Instead of Using Water to Get Clean, Students Attempt to Clean Water


Mr. Crisafi

Seventh grader Jacob Steinger uses a combination of grass and sand for his water filtration experiment.

When seventh grader Cole McIlvaine walked into Mrs. Stephanie Oster’s classroom and picked up the odor of “bananas and coffee,” it was obvious something was up, and it was not just a chimp on break. It was the seventh-grade water filtration project, designed to “make the students think outside the box,” according to Oster. As a result, the students had to filter dirty, mucky water to make it drinkable by using only natural materials.

Oster, the new seventh-grade science teacher from New Jersey, encouraged students to research, via the Internet, the best possible natural filters that could be found in South Florida. She said that the resources the students had on hand to make filters here in South Florida were much different than anything she had up north, changing the project for the better. The seventh graders used everything from sand and dirt to coconut husks to orange peels. “These are the most effective filters I have seen while doing this project, and I’ve done this project all of my years of teaching,” said Oster. Her students in New Jersey would use materials like leaves and pine needles, which didn’t do a great job of naturally cleaning the water. She even said the sand was different in New Jersey, since “it was rougher than the sand down here.”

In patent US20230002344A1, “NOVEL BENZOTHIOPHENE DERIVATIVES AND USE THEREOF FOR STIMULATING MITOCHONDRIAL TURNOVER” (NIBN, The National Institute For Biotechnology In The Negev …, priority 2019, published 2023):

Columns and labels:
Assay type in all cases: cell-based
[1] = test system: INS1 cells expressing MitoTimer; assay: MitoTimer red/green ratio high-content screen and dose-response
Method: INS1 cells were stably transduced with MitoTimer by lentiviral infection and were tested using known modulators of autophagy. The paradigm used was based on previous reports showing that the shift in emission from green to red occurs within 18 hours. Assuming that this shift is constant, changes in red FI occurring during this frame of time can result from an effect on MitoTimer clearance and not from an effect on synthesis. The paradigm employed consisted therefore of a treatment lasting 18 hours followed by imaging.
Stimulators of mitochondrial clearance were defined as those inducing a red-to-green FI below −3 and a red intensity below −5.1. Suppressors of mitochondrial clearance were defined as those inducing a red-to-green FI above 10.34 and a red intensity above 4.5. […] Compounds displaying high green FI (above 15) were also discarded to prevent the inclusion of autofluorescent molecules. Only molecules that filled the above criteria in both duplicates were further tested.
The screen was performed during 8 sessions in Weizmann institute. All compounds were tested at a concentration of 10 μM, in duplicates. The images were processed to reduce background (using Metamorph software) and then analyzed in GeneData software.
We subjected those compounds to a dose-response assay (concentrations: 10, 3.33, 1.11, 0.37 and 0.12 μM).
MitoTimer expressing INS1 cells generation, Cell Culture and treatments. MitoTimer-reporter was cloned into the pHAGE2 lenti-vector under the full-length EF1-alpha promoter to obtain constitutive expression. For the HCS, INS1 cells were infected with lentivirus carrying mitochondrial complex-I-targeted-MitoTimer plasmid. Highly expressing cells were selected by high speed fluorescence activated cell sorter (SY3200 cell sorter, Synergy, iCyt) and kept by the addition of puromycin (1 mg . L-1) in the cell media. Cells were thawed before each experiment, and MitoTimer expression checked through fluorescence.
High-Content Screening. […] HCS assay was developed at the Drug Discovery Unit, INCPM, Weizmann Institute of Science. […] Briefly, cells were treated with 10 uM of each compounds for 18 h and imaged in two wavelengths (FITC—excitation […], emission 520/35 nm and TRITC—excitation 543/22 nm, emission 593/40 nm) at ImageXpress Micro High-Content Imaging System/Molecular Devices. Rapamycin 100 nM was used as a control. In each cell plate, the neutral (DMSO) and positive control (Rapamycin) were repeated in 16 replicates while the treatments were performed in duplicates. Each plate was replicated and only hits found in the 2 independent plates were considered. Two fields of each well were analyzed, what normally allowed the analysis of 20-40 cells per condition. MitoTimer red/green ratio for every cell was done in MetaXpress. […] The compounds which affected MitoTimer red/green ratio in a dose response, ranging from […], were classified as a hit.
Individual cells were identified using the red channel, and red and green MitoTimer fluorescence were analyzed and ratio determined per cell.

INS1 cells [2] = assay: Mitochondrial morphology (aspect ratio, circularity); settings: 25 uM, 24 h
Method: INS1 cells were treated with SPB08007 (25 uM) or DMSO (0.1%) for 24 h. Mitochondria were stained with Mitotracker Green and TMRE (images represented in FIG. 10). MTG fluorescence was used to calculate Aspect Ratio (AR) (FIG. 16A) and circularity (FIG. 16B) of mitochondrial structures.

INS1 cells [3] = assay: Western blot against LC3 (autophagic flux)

Mr. Crisafi
Seventh grader James Key tries to get a good look at the pink lemon rind his group uses to filter water.

This project did not go the way some students thought it would, though. Many of them thought the hole-in-one total filter was going to be sand, but it did not filter the water very effectively. “I thought that the most disappointing filtering element was the sand,” said seventh grader Grace Kearns. “The only thing it did was get rid of the algae. It did not filter the actual water content.”

Contrary to the sand, fruit turned out to be a very impressive filter during this project. Seventh grader Jake Zur used an orange peel as the last stage of his filter, and he felt that was the difference maker. “When the water got to the orange, I noticed it was still brownish, but after [it went through the orange peel], it was just barely yellow.”

After filtering the water, the students were given pH strips to test the pH (power of hydrogen) balance of their water. Dipping the strip in the filtered water resulted in the paper turning a certain color. A pH of 7 (green) was pretty good, meaning the water was neutral – striking a good balance between acidic and alkaline.

The students enjoyed the project and some even felt it would help them in other areas as well. “I think that working with these materials will help make people in class think about how the stuff we’re learning can be used in the real world,” said seventh grader Ben Taylor.